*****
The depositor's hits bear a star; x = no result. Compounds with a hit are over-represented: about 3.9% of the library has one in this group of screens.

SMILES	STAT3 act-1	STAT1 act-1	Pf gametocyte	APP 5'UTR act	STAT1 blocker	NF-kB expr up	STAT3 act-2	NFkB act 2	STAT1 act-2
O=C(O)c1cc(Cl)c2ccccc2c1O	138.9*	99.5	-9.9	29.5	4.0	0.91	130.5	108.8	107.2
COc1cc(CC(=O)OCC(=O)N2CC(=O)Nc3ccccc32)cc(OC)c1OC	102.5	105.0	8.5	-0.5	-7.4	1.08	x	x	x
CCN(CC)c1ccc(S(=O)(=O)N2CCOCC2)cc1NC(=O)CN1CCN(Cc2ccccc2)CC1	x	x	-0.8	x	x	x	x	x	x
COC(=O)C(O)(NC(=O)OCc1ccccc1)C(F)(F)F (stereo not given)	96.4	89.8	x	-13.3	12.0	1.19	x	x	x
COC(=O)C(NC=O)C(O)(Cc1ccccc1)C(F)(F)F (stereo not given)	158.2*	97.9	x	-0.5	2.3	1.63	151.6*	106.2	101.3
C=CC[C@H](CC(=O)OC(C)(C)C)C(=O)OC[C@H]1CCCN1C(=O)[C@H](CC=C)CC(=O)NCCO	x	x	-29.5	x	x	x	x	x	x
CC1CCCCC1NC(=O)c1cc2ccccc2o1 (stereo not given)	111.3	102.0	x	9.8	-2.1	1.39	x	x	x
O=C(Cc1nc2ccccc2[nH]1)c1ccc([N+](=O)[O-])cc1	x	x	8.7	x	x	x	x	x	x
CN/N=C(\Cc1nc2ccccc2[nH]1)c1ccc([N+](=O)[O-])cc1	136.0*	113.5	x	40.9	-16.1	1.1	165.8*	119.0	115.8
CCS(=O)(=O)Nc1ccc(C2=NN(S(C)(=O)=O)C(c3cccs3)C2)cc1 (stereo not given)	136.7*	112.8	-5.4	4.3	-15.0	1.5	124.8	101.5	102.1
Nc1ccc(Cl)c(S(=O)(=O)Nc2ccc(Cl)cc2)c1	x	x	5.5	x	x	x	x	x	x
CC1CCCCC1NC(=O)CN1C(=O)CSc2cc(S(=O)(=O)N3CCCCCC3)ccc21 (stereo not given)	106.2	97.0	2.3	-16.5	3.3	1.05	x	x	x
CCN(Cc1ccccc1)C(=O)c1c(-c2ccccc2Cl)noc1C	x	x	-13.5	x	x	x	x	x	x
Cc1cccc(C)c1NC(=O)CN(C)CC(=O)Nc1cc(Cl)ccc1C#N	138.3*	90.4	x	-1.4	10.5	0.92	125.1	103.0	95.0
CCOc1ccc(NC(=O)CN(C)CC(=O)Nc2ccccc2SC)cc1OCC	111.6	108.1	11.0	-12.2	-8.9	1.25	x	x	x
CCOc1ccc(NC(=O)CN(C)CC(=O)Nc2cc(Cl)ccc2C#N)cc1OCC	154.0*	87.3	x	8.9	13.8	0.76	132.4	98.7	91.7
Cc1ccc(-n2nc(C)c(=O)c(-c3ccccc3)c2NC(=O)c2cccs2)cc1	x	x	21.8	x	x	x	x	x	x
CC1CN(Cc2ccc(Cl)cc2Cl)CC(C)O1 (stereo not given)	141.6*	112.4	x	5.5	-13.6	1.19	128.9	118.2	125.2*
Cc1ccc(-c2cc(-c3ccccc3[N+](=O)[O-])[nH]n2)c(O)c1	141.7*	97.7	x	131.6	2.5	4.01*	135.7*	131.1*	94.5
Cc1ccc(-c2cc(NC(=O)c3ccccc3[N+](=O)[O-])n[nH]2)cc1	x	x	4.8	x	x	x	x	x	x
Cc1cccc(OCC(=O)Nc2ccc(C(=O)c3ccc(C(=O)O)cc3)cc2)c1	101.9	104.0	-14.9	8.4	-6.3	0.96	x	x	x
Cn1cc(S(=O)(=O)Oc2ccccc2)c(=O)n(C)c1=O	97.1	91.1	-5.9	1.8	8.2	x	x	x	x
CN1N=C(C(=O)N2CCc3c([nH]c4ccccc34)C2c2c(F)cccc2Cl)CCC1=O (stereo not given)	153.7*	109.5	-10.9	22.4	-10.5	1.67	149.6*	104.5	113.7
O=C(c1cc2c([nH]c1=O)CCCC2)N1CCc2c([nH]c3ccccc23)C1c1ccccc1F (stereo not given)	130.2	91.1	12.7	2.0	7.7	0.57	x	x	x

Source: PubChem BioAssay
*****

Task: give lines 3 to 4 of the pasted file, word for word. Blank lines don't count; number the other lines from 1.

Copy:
O=C(O)c1cc(Cl)c2ccccc2c1O	138.9*	99.5	-9.9	29.5	4.0	0.91	130.5	108.8	107.2
COc1cc(CC(=O)OCC(=O)N2CC(=O)Nc3ccccc32)cc(OC)c1OC	102.5	105.0	8.5	-0.5	-7.4	1.08	x	x	x